But more seriously, he says, "I want to give people the experience at restaurants that they deserve. I love good food and I consider myself really fortunate to, my whole life, have had access to the best food in the world. But what good food is now is changing. It's not just caviar and foie gras or something rare. It's high-integrity, all-natural, hormone-free, antibiotic-free, humanely raised, organic food. That's how we eat at home and how we feed our children. And I believe that everyone should have access to that and it shouldn't come at a premium. So to me, a neighborhood restaurant delivers that high-integrity food at an affordable price and figures out on their end what they need to do to make that possible."
Perhaps most interesting to the hungry consumer, Lyon also aims to serve big portions of a few things versus small portions of several things. You won't find a tasting menu at Commerson, but you will soon find something they call Bread Service. It's a simple menu of bread, butter, meat and cheeses, where each is served in prodigious amounts.
"When it comes to high-end exclusive things, I want a lot," he says. "...I think eating dainty portions of bread and cheese is unfortunate. When we eat cheese at home, we buy a piece of cheese—a whole thing of cheese. We don't buy 30 different, little 1-ounce portions of cheese. We buy one hunk of cheese, one really nice loaf of bread, we sit down and we eat."
The bread service menu can range between $9 and $34, depending on what the customer elects to add on, but begins with quality Lodge bread and beurre de baratte, a rich butter from Normandie.
Cheeses include the Surfin' Blu, a Quattro Portoni cheese aged in Italian IPA for at least 60 days, buffalo milk cheeses from Italy, Taleggio, and smooth triple- and double-cream cheeses that perfectly compliment the warm, grilled bread.
Other menu items include A Parisian Diversion, which is a play on a sandwich Lyon encountered on the Left Bank. He said it was meant to poke fun at American food, and would consist of a baguette, topped with a hot dog, fries and an ample amount of salt. His sandwich is a gluttonous one, which takes a baguette and tops it with French fries, garlic butter and escargot ($12). Elsewhere is a shrimp and chorizo burger ($15) and that aforementioned $13 organic grass-fed burger, topped with roasted tomato, arugula, caramelized onion and garlic aioli. Vegetarians could choose their Reading Raclette sandwich, made with Reading Raclette cheese, crimini mushrooms, spinach, red onions and whole grain mustard aioli on Lodge bread ($13).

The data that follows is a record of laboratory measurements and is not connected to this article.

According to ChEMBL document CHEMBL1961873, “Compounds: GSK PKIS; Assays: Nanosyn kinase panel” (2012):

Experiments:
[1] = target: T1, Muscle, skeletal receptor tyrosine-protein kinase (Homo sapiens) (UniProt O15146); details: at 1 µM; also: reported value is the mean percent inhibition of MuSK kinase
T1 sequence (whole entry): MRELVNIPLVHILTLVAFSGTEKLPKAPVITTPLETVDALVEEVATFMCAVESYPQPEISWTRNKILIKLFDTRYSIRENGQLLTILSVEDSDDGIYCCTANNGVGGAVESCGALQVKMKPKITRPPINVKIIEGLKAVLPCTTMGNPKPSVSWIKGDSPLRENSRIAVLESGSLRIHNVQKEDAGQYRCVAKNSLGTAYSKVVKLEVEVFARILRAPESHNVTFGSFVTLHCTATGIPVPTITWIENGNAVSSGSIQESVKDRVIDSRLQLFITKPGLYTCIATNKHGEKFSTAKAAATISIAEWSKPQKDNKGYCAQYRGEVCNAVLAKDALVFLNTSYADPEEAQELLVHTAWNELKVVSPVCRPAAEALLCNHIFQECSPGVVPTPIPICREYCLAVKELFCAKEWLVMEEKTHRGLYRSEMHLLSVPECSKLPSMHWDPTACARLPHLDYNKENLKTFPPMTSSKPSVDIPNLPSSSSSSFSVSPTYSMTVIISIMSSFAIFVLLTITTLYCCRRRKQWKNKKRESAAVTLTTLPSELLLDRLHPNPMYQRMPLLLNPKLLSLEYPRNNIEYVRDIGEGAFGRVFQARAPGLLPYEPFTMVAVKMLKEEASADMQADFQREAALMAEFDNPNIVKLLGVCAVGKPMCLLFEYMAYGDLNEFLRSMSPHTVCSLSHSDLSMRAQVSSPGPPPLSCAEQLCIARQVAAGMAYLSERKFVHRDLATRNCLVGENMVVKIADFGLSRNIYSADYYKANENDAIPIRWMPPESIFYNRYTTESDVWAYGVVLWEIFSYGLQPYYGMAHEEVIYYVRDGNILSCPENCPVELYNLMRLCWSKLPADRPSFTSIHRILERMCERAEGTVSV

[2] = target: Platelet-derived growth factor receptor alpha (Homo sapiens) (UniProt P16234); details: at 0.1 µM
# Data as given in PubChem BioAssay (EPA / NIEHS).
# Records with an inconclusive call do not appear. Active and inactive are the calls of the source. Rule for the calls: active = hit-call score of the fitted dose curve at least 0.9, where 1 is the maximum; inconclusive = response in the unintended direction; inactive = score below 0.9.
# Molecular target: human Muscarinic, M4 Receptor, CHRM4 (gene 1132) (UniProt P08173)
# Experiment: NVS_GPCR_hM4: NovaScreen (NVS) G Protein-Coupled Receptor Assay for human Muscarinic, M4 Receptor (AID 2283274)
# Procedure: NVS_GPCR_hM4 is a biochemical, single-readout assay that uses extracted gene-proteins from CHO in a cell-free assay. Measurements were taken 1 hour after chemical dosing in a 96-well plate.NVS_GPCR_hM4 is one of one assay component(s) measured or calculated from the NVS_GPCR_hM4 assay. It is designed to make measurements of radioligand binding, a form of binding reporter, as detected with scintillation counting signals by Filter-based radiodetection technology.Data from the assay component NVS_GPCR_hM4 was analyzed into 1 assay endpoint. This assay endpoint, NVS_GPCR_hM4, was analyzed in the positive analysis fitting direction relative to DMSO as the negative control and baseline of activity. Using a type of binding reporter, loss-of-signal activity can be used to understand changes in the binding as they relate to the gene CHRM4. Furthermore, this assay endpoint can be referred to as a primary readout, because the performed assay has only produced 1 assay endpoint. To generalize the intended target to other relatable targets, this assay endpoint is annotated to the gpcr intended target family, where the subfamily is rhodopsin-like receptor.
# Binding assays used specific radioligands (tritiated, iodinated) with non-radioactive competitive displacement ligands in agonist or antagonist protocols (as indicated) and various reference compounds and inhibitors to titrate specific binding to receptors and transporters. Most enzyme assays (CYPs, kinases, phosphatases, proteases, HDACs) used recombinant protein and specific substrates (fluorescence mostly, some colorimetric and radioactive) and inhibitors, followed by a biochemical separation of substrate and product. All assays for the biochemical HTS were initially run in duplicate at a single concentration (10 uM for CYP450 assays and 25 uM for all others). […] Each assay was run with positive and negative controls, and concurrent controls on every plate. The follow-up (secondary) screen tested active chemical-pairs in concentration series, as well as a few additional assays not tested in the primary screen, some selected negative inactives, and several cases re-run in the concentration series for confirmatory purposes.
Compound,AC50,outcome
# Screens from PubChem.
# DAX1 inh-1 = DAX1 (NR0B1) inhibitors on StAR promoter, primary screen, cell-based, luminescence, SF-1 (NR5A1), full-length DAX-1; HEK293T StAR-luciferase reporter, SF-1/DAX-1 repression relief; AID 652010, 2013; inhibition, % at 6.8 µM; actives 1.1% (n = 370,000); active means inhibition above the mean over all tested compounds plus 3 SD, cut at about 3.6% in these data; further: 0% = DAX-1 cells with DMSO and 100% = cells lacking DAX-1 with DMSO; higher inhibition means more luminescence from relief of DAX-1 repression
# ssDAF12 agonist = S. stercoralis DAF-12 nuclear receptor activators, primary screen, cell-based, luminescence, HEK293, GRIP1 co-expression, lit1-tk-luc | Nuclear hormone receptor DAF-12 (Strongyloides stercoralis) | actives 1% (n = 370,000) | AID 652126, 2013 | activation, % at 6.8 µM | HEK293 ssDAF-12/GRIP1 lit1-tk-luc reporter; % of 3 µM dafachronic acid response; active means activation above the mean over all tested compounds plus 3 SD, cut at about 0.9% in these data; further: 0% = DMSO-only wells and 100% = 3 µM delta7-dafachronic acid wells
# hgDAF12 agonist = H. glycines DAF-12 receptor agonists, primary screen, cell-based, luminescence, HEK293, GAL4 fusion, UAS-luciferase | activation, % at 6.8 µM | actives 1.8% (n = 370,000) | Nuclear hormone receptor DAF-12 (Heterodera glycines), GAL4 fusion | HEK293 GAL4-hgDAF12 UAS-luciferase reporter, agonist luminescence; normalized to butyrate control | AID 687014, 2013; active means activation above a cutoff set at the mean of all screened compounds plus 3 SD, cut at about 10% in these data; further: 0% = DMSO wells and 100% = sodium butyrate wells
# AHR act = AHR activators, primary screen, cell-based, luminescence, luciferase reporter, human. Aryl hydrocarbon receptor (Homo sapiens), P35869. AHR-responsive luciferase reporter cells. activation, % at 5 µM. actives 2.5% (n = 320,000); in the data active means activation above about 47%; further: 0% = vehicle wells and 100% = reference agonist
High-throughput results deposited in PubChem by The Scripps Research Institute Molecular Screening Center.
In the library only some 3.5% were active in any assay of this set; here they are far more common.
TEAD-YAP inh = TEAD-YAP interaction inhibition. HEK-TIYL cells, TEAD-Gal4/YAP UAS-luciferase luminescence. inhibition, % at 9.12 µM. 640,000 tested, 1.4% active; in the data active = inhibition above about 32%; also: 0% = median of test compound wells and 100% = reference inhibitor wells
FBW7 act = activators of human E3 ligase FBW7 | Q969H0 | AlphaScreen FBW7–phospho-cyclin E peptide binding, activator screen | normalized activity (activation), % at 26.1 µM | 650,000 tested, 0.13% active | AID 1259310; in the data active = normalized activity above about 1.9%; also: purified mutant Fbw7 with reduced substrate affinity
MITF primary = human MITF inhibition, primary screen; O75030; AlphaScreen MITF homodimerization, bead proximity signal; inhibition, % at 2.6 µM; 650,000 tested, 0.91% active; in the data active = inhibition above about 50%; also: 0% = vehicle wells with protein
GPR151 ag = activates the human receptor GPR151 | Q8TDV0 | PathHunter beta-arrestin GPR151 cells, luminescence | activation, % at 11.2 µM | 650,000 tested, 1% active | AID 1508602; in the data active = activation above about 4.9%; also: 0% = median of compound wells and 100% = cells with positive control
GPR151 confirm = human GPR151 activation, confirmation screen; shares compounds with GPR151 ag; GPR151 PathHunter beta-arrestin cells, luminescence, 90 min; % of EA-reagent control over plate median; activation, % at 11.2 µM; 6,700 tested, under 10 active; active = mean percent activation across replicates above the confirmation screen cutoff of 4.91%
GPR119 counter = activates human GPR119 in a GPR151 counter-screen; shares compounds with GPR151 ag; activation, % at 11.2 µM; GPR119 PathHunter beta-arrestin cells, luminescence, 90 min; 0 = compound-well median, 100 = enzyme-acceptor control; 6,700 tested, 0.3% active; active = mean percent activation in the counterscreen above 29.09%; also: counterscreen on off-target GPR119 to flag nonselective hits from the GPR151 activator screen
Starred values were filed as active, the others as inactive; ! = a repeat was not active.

Large plates range from $16 for the Atlantic haddock and up to $38 for the filet mignon. One particularly interesting dish is the Loch Duart salmon filet, which comes on a bed of eggplant confit and peppers with a garlic toum. To enjoy this dish, you must really love garlic. This toum's sharpness puts the stuff you get at Zankou to shame.
Dessert items come via pastry chef Liz Sencion (W Hotel, The Peninsula Hotel, Beverly Wilshire). A standout is her warm apple crostata, made with Braeburn apples and sultanas (golden raisins) topped with a honey parsnip ice cream. She also makes a Valrhona chocolate coupe, made with Valrhona p125, which contains a lower amount of cocoa butter and can therefore be used by pastry chefs in a variety of ways. The dessert is served in a glass, and consists of a chocolate pudding, chunks of brownie, vanilla whipped cream and almond cinnamon crumble, plus squares of house-made "fudgesicles," which have the frozen texture of the popular childhood treat. It's a very rich dessert that lends itself to sharing.
If you feel like drinking, the restaurant does offer a full bar with beer, wine, sprits and craft cocktails. The cocktails are a bit less pretentious than other mixology-focused bars; there's not much on the menu that your average imbiber won't recognize. Their wine list is fairly extensive and is curated by sommelier Sam Rethmeier.
Also, Commerson stays open late, offering dishes and drinks until 1 a.m., and has free parking.
Commerson is located at 788 S. La Brea Ave in Mid-Wilshire, 323-813-3000.